Building the evidence base on smallholders’ barriers to technology adoption
How can we increase profits and improve livelihoods for 500 million smallholder farming households around the world—the most common occupation for people living under US$2 a day? The seven newest grantees of the Agricultural Technology Adoption Initiative (ATAI) will evaluate strategies to increase the adoption and impact of potentially profitable technologies for smallholders. In its eighth competitive request for proposals, ATAI funded four randomized evaluations and three pilot projects.
Smallholders increasingly need strategies to protect their livelihoods, as climate change increases the likelihood of extreme, damaging weather events. Rainwater harvesting, for example, helps protect farmers by making water more readily available during times with variable and inadequate rainfall. Two evaluations funded in this round aim to increase adoption of this technology. In India, Aprajit Mahajan (UC Berkeley, ATAI) along with Xavier Gine (World Bank), Anup Malani (Chicago), and Manaswini Rao (UC Berkeley) will evaluate the impact of a large-scale water tank restoration initiative by the Indian state government of Telangana called Mission Kakatiya. In Niger, where farmers experience low and erratic rainfall patterns that contribute to soil erosion, micro-catchments are a promising rainwater-harvesting technology that can collect soil runoff and increase soil nutrient content. Jenny Aker (Tufts, ATAI) and Kelsey Jack (Tufts, ATAI) will test the provision of a combination of grants and training to increase adoption.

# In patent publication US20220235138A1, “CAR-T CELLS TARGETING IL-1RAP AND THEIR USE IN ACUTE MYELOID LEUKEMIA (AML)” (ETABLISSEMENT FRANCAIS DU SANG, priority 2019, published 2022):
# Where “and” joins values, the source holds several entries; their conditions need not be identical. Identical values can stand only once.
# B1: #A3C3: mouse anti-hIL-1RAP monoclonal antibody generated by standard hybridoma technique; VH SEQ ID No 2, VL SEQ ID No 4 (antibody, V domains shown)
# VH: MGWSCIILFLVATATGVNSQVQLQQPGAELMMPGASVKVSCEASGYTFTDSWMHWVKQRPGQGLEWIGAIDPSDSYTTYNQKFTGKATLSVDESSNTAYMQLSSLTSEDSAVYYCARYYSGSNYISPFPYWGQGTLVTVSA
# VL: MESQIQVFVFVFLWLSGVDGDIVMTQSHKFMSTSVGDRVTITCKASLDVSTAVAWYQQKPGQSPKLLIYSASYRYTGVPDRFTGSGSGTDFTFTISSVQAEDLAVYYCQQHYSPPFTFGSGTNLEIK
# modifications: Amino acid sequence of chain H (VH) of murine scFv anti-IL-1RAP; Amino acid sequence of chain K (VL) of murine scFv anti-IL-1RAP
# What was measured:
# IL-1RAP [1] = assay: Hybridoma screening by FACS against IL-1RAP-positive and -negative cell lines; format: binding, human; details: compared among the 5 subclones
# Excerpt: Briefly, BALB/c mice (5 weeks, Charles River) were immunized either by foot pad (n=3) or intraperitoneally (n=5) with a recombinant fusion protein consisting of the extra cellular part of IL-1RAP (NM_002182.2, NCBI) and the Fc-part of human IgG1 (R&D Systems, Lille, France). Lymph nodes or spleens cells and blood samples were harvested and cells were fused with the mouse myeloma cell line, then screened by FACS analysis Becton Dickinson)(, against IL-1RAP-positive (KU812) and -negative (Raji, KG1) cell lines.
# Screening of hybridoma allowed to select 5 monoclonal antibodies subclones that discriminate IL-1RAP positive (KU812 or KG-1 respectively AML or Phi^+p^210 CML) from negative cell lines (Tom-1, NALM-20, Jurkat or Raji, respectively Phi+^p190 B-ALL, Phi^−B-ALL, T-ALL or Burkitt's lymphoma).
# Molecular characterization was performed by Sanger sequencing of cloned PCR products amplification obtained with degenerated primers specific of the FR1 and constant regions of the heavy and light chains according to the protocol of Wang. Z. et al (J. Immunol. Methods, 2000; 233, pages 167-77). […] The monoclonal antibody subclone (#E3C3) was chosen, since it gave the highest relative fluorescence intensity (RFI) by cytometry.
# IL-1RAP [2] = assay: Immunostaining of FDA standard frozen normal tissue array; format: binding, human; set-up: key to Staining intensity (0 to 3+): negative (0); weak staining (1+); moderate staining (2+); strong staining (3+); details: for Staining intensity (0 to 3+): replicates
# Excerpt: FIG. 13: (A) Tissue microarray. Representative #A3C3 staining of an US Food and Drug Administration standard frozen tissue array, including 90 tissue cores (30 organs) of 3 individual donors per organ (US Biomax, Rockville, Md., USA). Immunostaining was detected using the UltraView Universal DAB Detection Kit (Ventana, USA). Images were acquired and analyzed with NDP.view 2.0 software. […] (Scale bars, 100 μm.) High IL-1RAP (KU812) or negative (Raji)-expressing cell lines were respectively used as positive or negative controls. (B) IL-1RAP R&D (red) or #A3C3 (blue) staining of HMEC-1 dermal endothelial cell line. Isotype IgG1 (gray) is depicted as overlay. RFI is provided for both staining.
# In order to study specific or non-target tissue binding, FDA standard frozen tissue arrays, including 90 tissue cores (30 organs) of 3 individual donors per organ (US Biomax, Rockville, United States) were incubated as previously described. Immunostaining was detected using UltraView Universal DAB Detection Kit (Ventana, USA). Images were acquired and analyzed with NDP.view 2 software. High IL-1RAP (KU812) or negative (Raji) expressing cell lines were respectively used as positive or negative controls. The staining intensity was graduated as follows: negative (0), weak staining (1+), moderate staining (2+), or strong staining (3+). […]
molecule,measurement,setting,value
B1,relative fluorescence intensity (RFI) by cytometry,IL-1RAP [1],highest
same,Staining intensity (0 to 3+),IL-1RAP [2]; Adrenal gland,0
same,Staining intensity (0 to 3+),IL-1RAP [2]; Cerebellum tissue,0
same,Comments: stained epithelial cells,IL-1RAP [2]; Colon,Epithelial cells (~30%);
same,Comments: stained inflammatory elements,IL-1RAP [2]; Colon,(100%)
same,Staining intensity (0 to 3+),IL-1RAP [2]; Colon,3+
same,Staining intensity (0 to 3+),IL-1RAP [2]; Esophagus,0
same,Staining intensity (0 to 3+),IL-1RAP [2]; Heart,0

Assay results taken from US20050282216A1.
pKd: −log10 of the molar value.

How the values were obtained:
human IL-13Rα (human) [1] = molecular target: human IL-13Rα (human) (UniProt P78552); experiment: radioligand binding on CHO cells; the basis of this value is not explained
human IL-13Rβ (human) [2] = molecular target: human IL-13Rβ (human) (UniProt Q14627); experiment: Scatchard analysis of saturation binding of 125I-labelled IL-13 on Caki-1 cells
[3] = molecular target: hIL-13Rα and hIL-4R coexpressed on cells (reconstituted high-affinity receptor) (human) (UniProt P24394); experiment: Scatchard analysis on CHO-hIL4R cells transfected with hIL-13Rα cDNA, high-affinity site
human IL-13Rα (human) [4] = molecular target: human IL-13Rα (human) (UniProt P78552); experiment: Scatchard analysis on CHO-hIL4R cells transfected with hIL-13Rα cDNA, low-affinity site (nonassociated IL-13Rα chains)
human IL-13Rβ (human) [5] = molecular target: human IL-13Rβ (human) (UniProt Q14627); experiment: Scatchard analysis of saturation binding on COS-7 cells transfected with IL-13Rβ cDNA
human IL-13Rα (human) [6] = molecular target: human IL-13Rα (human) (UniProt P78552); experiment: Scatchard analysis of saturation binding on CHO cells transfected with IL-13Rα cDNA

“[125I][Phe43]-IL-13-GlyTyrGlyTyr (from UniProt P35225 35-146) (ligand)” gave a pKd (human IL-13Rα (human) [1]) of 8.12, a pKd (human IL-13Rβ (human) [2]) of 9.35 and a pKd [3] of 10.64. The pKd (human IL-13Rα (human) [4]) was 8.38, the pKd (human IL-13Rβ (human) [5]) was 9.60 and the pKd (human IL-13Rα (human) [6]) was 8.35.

Underinvestment in agricultural inputs (such as fertilizer or hybrid seeds) can lead to low crop yields among smallholder farmers. Two evaluations funded by ATAI will help identify farmers’ barriers to investing in inputs. For example, in spite of demonstrated potential profitability, a flood-tolerant rice variety, Swarna-Sub1, has yet to diffuse widely in Odisha, India. Elisabeth Sadoulet (UC Berkeley, ATAI), Kyle Emerick (Tufts, ATAI), and Manzoor Dar (IRRI) will test whether extension services targeted at agro-dealers can be more effective in encouraging adoption of Swarna-Sub1 than extension services targeted specifically towards farmers. In Mali, Andrew Dillon (Michigan State, ATAI) will conduct an evaluation to disentangle the relative importance of commitment mechanisms, which help farmers plan for the future, and credit products in increasing fertilizer adoption. Researchers will partner with a microcredit provider and a network of agro-input dealers to provide agricultural loans on different commitment terms through input fairs.
The three pilot studies were also funded. These projects will explore questions around soil fertility management in India (Shawn Cole, Harvard, ATAI); wage labor in India (Emily Breza, Harvard, ATAI, and Supreet Kaur, UC Berkeley); and seasonal loans in Zambia (Kelsey Jack and Günther Fink, Harvard, ATAI).